Open Access
Feature Article

Part 5. Practical steps in your practice

Open Access
Feature Article

Part 5. Practical steps in your practice

David Baker, ANNE BALCOMB, JOSS O’LOAN, Jessica Howell
Dr Baker is a GP at East Sydney Doctors; and Senior Lecturer at the University of Notre Dame Sydney, Sydney, NSW. Dr Balcomb is a GP in Orange; and Honorary Lecturer at The University of Sydney, NSW. Dr O’Loan is a GP at Medeco Medical Centre Inala; Director of the Kombi Clinic; and Senior Lecturer at the University of Queensland, Brisbane, Qld. Dr Howell is a Consultant Gastroenterologist at St Vincent’s Hospital; Postdoctoral Research Fellow in Disease Elimination, Burnet Institute; and Postdoctoral Research Fellow in the Department of Medicine, University of Melbourne, Melbourne, Vic.

Follow up

Follow up of patients is essential after DAA treatment, as described in Part 4 of this series.7 The key date for follow up is 12 weeks after completion of therapy.
A negative HCV RNA PCR result at this time indicates hepatitis C cure, termed a sustained virological response (SVR12). This is truly a ‘miracle of modern medicine’ and a delightful message to convey to a patient. 

Patients who are cured and have ­normal liver function test results and early liver disease need no further follow up, unless there is ongoing exposure to HCV, such as continuing injecting drug use. If liver function test results continue to be raised, indicating liver disease, or the patient has been diagnosed with cirrhosis then they need specialist review.

Patients with cirrhosis need lifelong monitoring with six-monthly liver ultrasound examinations because of the risk of hepatocellular carcinoma. Monitoring can be done by the GP or specialist. Built-in recall systems in GP software are helpful for this.

HCV reinfection is possible as past infection does not provide any immunity to reinfection. Patients with an ongoing risk of HCV infection (e.g. continuing injecting drug use) need regular HCV RNA PCR tests at least once a year as long as they remain at risk. Note that the HCV antibody test will most likely give positive results for life, and this test is thus not useful for monitoring for reinfection and does not need to be repeated.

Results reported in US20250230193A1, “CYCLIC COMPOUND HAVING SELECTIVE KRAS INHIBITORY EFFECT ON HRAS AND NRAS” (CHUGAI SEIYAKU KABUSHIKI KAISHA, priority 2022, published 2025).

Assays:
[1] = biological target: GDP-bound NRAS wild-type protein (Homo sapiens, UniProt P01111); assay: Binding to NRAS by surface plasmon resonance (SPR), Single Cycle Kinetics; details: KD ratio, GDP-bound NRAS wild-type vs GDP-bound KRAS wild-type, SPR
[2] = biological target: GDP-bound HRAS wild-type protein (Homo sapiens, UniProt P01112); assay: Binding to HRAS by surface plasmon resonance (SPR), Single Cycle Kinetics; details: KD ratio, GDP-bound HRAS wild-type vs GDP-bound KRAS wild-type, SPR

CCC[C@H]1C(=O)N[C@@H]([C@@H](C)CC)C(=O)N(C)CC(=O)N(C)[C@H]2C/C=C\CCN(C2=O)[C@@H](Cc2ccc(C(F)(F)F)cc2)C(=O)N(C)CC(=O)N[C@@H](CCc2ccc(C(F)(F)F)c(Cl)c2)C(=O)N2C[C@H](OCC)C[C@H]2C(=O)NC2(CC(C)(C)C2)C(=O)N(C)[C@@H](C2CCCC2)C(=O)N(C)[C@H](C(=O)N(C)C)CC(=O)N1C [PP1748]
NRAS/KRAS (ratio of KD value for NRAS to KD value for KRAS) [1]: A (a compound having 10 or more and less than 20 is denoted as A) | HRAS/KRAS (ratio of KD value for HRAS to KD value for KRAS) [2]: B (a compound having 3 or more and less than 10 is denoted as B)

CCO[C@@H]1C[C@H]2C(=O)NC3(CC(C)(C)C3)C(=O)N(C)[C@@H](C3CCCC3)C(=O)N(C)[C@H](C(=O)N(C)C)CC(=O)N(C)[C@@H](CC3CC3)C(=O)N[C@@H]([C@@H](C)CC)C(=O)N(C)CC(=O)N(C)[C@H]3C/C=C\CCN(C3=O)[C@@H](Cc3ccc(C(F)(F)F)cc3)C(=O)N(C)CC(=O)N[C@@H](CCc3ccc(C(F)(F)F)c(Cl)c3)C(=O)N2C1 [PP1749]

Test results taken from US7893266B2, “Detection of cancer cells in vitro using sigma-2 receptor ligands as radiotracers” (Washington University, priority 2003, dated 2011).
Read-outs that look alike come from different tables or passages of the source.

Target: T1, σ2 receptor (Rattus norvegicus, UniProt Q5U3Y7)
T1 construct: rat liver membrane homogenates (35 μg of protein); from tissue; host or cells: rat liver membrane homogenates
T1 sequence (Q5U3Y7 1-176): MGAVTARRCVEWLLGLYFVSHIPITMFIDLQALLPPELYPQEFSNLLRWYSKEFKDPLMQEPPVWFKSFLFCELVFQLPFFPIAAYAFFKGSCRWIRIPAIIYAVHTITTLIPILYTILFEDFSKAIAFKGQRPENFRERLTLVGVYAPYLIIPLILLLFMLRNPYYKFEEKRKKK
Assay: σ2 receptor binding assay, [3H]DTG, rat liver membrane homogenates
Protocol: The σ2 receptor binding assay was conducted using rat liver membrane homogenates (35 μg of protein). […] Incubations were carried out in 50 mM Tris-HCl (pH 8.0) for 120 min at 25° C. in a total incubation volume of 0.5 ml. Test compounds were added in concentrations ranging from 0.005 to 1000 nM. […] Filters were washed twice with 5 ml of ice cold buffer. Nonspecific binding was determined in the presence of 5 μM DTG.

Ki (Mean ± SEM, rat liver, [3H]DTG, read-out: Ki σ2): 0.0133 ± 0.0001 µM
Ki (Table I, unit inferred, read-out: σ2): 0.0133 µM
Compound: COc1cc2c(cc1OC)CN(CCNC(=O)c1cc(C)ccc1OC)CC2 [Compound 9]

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Complete patient care

Most people living with hepatitis C have comorbidities.12 These can be: 

  • hepatitis C-related, such as cirrhosis, liver failure and type 2 diabetes
  • associated with hepatitis C acquisition, such as injecting drug use and imprisonment
  • associated with marginalisation and poverty, such as smoking, alcohol abuse and mental illness. 

These problems require ongoing GP care and sometimes referral to other healthcare workers. 

Some health problems that are more common in people living with hepatitis C are listed in Box 5. These health problems will probably persist after curative treatment of hepatitis C and impact on quality of life. Patient engagement in ­hepatitis C care can provide an opportunity to consider other health problems. Patients should be offered appropriate health screening according to the guidelines of the Royal Australian College of General Practitioners.13

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Preventing reinfection is important. This may include offering opioid sub­stitution therapy and encouraging safer injecting (e.g. needle and syringe exchange). It is also helpful to encourage patients to support their partner and friends to access hepatitis C treatment, which will also reduce the likelihood of reinfection. 

Treating hepatitis C around Australia

GP referral to a specialist is a longstanding model, and referral is appropriate for patients with advanced liver disease or major comorbidities, such as chronic hepatitis B or HIV infection. However, treatment of chronic hepatitis C for most people is now simple and can be easily incorporated into primary care. Less experienced GPs can obtain specialist support and advice on a treatment plan by contacting a specialist by telephone, by email using the Reach-C proforma or by fax using the GESA proforma.